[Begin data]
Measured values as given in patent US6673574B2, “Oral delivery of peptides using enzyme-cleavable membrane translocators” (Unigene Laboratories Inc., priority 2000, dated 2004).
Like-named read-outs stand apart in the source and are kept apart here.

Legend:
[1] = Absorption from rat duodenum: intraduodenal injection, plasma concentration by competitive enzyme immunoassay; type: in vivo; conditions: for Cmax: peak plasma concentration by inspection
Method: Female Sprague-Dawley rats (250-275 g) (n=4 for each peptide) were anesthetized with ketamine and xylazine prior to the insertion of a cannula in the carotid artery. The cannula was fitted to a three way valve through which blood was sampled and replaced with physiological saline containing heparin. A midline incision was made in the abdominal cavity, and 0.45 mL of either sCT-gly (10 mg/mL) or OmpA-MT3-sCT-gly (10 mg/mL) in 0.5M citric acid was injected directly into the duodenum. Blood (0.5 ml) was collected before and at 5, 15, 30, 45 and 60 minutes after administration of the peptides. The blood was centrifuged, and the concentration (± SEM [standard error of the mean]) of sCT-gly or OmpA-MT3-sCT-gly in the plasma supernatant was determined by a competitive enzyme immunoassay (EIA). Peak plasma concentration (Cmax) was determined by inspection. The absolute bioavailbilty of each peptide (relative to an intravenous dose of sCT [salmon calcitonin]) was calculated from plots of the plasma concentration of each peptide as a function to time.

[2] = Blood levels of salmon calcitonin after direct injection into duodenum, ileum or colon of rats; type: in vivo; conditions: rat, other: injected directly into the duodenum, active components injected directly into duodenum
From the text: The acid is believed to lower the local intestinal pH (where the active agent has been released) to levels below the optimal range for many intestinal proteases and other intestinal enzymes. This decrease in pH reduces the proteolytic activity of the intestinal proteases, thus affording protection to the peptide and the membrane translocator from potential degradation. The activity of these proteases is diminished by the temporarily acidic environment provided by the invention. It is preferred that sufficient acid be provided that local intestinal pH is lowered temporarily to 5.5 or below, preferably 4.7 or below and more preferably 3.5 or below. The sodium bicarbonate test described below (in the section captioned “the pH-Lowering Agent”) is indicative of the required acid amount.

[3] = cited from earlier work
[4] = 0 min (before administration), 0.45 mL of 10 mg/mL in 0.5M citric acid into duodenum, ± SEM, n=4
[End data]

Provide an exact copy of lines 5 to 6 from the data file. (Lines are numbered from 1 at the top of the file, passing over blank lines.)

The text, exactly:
Method: Female Sprague-Dawley rats (250-275 g) (n=4 for each peptide) were anesthetized with ketamine and xylazine prior to the insertion of a cannula in the carotid artery. The cannula was fitted to a three way valve through which blood was sampled and replaced with physiological saline containing heparin. A midline incision was made in the abdominal cavity, and 0.45 mL of either sCT-gly (10 mg/mL) or OmpA-MT3-sCT-gly (10 mg/mL) in 0.5M citric acid was injected directly into the duodenum. Blood (0.5 ml) was collected before and at 5, 15, 30, 45 and 60 minutes after administration of the peptides. The blood was centrifuged, and the concentration (± SEM [standard error of the mean]) of sCT-gly or OmpA-MT3-sCT-gly in the plasma supernatant was determined by a competitive enzyme immunoassay (EIA). Peak plasma concentration (Cmax) was determined by inspection. The absolute bioavailbilty of each peptide (relative to an intravenous dose of sCT [salmon calcitonin]) was calculated from plots of the plasma concentration of each peptide as a function to time.

[2] = Blood levels of salmon calcitonin after direct injection into duodenum, ileum or colon of rats; type: in vivo; conditions: rat, other: injected directly into the duodenum, active components injected directly into duodenum